Hi, you don't know me but I like to knit and I work in a library. We have the Cherished babies and the Dogs in Knit book, they are both nice books. Although I didn't like the patterns for dogs that much. I think my problem is I have a sweater in mind for my pug, stockinet stitch with a rolled edge at the collar and arms. So what I am saying is go with the Erika Knight book, all of her books are so lovely.
I think I'm leaning towards Barbara Walker and Elizabeth Zimmerman, but now the question is which of Elizabeth Zimmerman's? Knitting Around or the Knitter's Almanac? (Daria, Kim Hargreaves has got to be among my favorite designers, ever. Thanks for that tip on her new book.) Romona, the first sweater I knit for my friend's pug was knit in stockinette stitch with a rolled ribbed neck and ribbed sleeves! I got it from a Phildar book because the dog modeling it looked like a pug. If you're interested in the pattern, write me.
I vote for Knitting Around - I don't know how to say this, because I think Elizabeth is wonderful, but I agree re: "design weaknesses", and this is especially true about the Almanac (although there are a few cute baby things that I have made). Knitting Around freed my mind more, LOL. However, everything she does, in any book, makes you think about possibilities for lots of other things. Yes, you can come play at my house! I have to say I collected all four books over ten years - Elizabeth Zimmermann's daughter Meg Swansen now publishes the stitch directories - www.schoolhousepress.com. Meg is a knitting genius....NO "design weaknesses", IMO.
looks like the consensus is for knitting around. but FYI i think most people not familiar with zimmerman at all start with "knitting without tears." however for a knitter extraordinaire like yourself i think that would probably be too easy. but i think it is where she first set out her knitting in the round, only seaming when absolutely necessary process. knitting almanac the one i have has some very strange patterns. like adult leggings but they're not like leggings they're sort of looser like knitted sweatpants or something? and a very weird sock pattern. but the aran for january looks cool and there's an interesting shawl pattern in there i think a lot of people have made.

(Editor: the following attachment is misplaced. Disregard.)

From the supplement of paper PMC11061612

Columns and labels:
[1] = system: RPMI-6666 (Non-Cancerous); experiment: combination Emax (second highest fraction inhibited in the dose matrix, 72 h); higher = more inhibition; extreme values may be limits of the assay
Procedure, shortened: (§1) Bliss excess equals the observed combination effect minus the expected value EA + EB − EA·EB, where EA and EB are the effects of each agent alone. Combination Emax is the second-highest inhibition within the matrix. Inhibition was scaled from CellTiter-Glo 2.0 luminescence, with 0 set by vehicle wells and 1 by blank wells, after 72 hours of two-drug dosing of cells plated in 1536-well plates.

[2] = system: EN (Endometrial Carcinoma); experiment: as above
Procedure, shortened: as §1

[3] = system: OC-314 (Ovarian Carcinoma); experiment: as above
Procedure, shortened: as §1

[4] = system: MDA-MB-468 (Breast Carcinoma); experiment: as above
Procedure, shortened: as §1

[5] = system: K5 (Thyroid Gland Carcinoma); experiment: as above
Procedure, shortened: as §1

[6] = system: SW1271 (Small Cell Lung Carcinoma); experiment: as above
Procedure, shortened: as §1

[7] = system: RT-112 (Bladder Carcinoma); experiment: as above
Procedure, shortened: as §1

The baby book is beautful and gives some good ideas for making special presents--heirloom type goodies for babies, but because it *is* so simple (title doesn't lie) I think you and your superior abilities would probably be pretty bored. That just sounds like a good book for someone, oh, I don't know who, to send you as a present sometime.
Knitter extraordinaire? Superior abilities? Oh, please say that you're talking about me even if I don't deserve it. That way, I'll forget that I once IRONED hand embroidery on a WHITE baby sweater for no reason other than I misplaced my brain. (Thanks for making me smile!)
of course we are talking about you... :) hee hee.... hopefully you are having a knitting-successful weekend!
I think the Erika Knight book is quite commonplace. I had it and returned it to the store, because I didn't find it worth the price. Most of the "specialness" of its knits comes from using extreme luxury yarns for very simple styles. Also, Dogs in Knits is OK, but Patons publishes two little booklets of dog sweater patterns, A Dog's Life and A Dog's Life 2, that only cost $5 each and give between them, I think, a good approximation. I only have the first one, and I don't think I'll ever need more doggie patterns, personally. So my vote would be for the Barbara Walker.
Patons? I sure wish I had a Patons over here so I'd know what you were talking about, Miranda :-)
Hi Becky, If you decide to translate that sheep's pattern into english (my French is really rusty and the web page doesn't translate properly on my browser so I get lots of question marks in the middle of words) please let me know! Oh, and I got the Phildar book--I printed out two of the translations, but am forcing myself to finish some in-progress projects first. Thanks again, Becky.
when i saw this post, i, as a short story fan and knitter, want to know: where did your sister's story get accepted? rather nice of her to send you her wages too! :) if you do decide to do an english translation of the mouton avec and sans laines, i would like to see it. i can read simpson's comic books in french, more or less, but can't do a knitting pattern! :)